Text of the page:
• Actually, the Italians beat the Brigs in that race. The first aerial bombing was by the Italians in the Italo-Turkish War. In 1911. On an oasis town outside … Tripoli.

  4. I’m wondering how long it will be before we see not only more Mussolini style fascist attacks on protesters, but a full-out Guernica style attack on Lybians by their fellow countrymen (and mercenaries).

    I had to wonder when I saw the reports of mercenaries being used, if Quadaffi is worried about his military refusing to fire on their fellow countrymen and women (presumably potentially friends and family members), and if that was the reason he resorted to them.

    The problem for the mercenaries is that the rest of the Libyan military could turn on them next.

    I’m watching all of the countries involved – Algeria, Bahrain, etc.; I think it will be only a matter of time, a ‘when’ not an ‘if’ for most of them.

    Armed revolts tend to replace one despotic government with simply a different dictator, not make the changes they seek. Non-violent protest will be what succeeds, in the long run.

  5. Everywhere I look journalists are shocked by Qadaffi´s violence, particularly the bombing. How is it that the bombings carried out by the U.S.A, Germany, Great Britain, etc., are not considered so terrible? This happens every damned day in Afghanistan, Pakistan,until recently Iraq. This is rank cowardice. Hillary Clinton reminds me of Stalin´s Foreign Minister, Molotov. Her remarks are without morals. Who is she to preach? Otherwise, good luck to the peoples of North Africa.

    • Moral and US foreign policies do not mix together. Americans may not realize this but rest of the world do…..

      BTW, why do they hate us?

  6. The Italian Prime Minister Silvio Berlusconi when asked if he talked to Gaddafi said that his friend Gaddafi has a lot on his hand right now and doesn’t want to disturb him. Between not disturbing a friend while he is protecting your 32% share of oil and don’t disturb your enemy while it is destroying itself, the only lost will be libyan lives.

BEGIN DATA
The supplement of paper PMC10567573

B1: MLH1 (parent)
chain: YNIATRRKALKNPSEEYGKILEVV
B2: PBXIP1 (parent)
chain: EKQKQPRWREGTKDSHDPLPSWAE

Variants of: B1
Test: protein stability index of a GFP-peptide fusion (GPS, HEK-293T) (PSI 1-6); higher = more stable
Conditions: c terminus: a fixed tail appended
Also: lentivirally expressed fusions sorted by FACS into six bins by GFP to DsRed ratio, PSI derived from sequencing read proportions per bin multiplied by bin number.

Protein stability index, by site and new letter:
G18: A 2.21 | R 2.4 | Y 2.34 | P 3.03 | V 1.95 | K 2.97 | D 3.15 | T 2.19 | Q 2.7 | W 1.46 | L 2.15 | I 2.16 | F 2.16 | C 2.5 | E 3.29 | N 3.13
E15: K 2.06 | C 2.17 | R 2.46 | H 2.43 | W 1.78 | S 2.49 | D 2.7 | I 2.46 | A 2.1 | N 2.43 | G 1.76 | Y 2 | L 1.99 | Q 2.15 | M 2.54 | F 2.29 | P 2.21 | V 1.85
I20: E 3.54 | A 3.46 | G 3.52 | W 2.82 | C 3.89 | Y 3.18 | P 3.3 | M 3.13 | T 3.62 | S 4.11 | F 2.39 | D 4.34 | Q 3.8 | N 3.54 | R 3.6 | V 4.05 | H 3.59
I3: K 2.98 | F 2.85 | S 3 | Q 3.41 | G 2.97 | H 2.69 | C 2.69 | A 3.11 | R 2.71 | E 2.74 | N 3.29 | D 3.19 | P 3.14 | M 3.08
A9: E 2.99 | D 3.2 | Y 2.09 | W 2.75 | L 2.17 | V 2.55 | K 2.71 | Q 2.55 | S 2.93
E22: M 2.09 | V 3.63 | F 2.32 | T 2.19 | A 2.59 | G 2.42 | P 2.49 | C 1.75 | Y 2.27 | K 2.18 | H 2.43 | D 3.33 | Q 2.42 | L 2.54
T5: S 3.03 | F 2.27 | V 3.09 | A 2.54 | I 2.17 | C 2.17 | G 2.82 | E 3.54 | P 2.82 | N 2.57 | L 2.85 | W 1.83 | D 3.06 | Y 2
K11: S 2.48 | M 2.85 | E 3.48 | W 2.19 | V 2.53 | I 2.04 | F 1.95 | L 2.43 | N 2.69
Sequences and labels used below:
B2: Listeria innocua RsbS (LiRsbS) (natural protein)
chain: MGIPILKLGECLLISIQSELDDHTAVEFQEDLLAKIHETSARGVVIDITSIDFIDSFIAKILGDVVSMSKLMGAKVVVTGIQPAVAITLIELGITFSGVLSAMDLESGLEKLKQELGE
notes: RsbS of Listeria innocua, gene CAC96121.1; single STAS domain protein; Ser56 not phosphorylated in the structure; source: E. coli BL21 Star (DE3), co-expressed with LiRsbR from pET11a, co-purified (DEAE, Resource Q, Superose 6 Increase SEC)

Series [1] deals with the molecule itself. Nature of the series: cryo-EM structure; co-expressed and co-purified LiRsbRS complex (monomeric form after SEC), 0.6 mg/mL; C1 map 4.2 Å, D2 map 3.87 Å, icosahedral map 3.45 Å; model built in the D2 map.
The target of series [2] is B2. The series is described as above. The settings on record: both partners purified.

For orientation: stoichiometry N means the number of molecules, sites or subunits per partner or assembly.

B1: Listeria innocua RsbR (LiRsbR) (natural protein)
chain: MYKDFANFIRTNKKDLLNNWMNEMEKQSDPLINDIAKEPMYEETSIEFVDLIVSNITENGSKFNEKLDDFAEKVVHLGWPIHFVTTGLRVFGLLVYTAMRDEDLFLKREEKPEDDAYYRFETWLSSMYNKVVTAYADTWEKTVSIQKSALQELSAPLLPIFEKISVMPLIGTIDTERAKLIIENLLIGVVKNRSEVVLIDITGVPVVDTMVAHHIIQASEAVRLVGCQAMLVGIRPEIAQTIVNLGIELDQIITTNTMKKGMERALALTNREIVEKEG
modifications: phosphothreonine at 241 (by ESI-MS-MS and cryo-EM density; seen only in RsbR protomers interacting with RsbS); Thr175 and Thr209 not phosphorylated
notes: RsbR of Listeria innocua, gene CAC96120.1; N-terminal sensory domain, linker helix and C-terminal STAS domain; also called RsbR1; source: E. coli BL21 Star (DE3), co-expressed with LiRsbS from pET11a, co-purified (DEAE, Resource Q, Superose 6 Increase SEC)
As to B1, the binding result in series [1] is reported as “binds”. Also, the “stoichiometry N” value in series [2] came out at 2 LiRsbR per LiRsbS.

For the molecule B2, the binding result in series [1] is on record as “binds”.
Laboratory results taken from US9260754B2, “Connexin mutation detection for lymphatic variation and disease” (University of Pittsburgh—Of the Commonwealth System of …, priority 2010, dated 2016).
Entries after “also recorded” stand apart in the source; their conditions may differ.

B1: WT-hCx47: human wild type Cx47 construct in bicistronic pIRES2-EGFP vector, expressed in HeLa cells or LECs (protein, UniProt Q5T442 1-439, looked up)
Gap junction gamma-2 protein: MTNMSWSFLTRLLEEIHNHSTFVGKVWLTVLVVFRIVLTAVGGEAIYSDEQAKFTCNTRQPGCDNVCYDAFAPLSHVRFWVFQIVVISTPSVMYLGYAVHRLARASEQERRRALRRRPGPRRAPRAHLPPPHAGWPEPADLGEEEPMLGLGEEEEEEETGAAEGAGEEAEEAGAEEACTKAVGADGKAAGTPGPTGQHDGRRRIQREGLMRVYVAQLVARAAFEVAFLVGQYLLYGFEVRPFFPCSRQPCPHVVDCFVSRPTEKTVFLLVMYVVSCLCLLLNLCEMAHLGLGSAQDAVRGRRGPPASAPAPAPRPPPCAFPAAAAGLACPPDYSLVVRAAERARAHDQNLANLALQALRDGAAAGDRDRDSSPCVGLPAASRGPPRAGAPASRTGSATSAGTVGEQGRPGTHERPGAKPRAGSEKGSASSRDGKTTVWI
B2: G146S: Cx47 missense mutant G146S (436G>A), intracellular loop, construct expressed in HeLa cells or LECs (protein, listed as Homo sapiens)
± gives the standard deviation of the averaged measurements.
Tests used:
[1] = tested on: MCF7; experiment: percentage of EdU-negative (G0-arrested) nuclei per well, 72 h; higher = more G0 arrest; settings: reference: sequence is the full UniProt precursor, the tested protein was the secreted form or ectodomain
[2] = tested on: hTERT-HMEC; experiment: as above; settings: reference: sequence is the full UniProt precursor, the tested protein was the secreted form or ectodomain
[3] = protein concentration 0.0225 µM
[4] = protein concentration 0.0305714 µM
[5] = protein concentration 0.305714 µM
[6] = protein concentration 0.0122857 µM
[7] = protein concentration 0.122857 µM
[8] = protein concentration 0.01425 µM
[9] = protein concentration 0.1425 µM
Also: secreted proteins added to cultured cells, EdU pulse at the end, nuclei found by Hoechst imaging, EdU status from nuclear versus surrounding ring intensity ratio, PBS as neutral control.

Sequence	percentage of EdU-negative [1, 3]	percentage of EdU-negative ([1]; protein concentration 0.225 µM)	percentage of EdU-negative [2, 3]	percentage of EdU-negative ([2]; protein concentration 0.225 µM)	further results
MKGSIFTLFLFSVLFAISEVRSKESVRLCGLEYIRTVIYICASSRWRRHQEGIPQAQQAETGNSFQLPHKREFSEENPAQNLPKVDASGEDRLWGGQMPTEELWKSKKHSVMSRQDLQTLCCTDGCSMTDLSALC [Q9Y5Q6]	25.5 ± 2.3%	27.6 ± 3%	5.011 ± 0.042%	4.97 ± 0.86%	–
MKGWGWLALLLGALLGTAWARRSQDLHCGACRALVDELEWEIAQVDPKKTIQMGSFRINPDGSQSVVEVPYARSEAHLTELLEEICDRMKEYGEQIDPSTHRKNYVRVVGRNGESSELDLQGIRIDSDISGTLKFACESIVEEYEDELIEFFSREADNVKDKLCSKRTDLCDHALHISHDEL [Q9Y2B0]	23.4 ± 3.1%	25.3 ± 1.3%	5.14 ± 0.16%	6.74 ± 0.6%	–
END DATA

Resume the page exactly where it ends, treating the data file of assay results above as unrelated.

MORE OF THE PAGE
7. Balbo was just following the lead of Churchill, who was all for bombing and gassing rebellious populations within British colonies. It should also be recalled that elites in both the US and British Empires were great admirers of the rise of Fascism and its champions Mussolini and Hitler. Too few know these words of Hannah Arendt: “Empire abroad means tyranny at home,” which ought to be modified in the cases of China and Russia whose Empires are within their borders, not overseas, and in the US Empire’s case where its both at home and overseas.

  8. Balbo Dr. in Chicago was the scene of the 1968 Democratic convention riots. Our holy roller politicans must have thought Balbo’s treachery was pretty cool.

  9. I always remember how Ronald Reagan received overwhelming support for his bombing of Lybia in 1986 – a bombing that killed Qaddafi’s infant daughter. Reagan called Qaddafi a “mad dog” and supporter of terrorism. Now the US government has to be prodded into expressing interest as Qaddafi is about to be overthrown and murderously clings to power.

    While Reagan was in power, Saddam Huseein was the tyrant nobody cared about, and few even knew about because he was a US ally. You have to marvel at the ability of the corporate media to manufacture villains on demand and also quietly convert villains into benign “statesmen” if need be.

  10. Juan – thanks for the history, I never heard this before. The North Africa campaign is famous among WWII buffs – Rommel vs. Monty & all that – but you never hear, even in major histories, about the local populations, as if the entire territory was empty of people.

  11. Another close parallel to Qaddafi’s aerial bombardment of protestors would be Nicaraguan dictator Anastasio Somoza’s bombing and strafing of Matagalpa in June, 1979. In this brutal and futile attempt to crush the Sandinista rebellion, Somoza’s warplanes attacked the civilian neightborhoods of Matagalpa for about a month’s time.